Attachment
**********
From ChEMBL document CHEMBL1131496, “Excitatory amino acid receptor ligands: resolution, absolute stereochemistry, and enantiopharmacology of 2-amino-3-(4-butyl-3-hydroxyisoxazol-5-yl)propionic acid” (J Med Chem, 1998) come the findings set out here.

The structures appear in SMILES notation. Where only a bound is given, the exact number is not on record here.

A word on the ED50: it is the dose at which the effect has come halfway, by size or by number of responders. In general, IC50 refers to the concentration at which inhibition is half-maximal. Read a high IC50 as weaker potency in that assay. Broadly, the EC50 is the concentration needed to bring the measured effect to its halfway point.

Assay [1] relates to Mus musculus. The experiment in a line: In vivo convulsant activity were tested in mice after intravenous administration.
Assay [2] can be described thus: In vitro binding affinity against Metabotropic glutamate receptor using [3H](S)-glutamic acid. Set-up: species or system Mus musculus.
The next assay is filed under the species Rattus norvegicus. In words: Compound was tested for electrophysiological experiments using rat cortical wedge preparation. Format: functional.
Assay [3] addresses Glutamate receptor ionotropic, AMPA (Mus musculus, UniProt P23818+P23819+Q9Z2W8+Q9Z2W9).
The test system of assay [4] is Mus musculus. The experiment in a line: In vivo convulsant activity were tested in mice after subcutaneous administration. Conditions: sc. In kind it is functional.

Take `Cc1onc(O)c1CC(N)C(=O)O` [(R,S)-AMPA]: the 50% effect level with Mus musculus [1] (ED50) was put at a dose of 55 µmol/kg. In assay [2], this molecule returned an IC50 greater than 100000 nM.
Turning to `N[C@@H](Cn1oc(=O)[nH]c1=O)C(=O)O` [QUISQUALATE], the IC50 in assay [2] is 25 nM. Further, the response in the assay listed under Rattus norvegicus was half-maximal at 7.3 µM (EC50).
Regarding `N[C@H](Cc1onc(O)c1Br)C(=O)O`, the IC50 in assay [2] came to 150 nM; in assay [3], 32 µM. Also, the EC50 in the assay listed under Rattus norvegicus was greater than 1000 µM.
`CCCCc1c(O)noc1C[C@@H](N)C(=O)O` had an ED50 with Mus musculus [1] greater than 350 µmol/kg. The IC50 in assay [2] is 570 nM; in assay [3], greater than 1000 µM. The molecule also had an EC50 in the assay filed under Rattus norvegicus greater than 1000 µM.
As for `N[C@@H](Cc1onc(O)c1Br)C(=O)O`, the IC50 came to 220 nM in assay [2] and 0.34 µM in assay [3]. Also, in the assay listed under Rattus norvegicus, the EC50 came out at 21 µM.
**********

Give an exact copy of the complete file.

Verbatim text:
From ChEMBL document CHEMBL1131496, “Excitatory amino acid receptor ligands: resolution, absolute stereochemistry, and enantiopharmacology of 2-amino-3-(4-butyl-3-hydroxyisoxazol-5-yl)propionic acid” (J Med Chem, 1998) come the findings set out here.

The structures appear in SMILES notation. Where only a bound is given, the exact number is not on record here.

A word on the ED50: it is the dose at which the effect has come halfway, by size or by number of responders. In general, IC50 refers to the concentration at which inhibition is half-maximal. Read a high IC50 as weaker potency in that assay. Broadly, the EC50 is the concentration needed to bring the measured effect to its halfway point.

Assay [1] relates to Mus musculus. The experiment in a line: In vivo convulsant activity were tested in mice after intravenous administration.
Assay [2] can be described thus: In vitro binding affinity against Metabotropic glutamate receptor using [3H](S)-glutamic acid. Set-up: species or system Mus musculus.
The next assay is filed under the species Rattus norvegicus. In words: Compound was tested for electrophysiological experiments using rat cortical wedge preparation. Format: functional.
Assay [3] addresses Glutamate receptor ionotropic, AMPA (Mus musculus, UniProt P23818+P23819+Q9Z2W8+Q9Z2W9).
The test system of assay [4] is Mus musculus. The experiment in a line: In vivo convulsant activity were tested in mice after subcutaneous administration. Conditions: sc. In kind it is functional.

Take `Cc1onc(O)c1CC(N)C(=O)O` [(R,S)-AMPA]: the 50% effect level with Mus musculus [1] (ED50) was put at a dose of 55 µmol/kg. In assay [2], this molecule returned an IC50 greater than 100000 nM.
Turning to `N[C@@H](Cn1oc(=O)[nH]c1=O)C(=O)O` [QUISQUALATE], the IC50 in assay [2] is 25 nM. Further, the response in the assay listed under Rattus norvegicus was half-maximal at 7.3 µM (EC50).
Regarding `N[C@H](Cc1onc(O)c1Br)C(=O)O`, the IC50 in assay [2] came to 150 nM; in assay [3], 32 µM. Also, the EC50 in the assay listed under Rattus norvegicus was greater than 1000 µM.
`CCCCc1c(O)noc1C[C@@H](N)C(=O)O` had an ED50 with Mus musculus [1] greater than 350 µmol/kg. The IC50 in assay [2] is 570 nM; in assay [3], greater than 1000 µM. The molecule also had an EC50 in the assay filed under Rattus norvegicus greater than 1000 µM.
As for `N[C@@H](Cc1onc(O)c1Br)C(=O)O`, the IC50 came to 220 nM in assay [2] and 0.34 µM in assay [3]. Also, in the assay listed under Rattus norvegicus, the EC50 came out at 21 µM.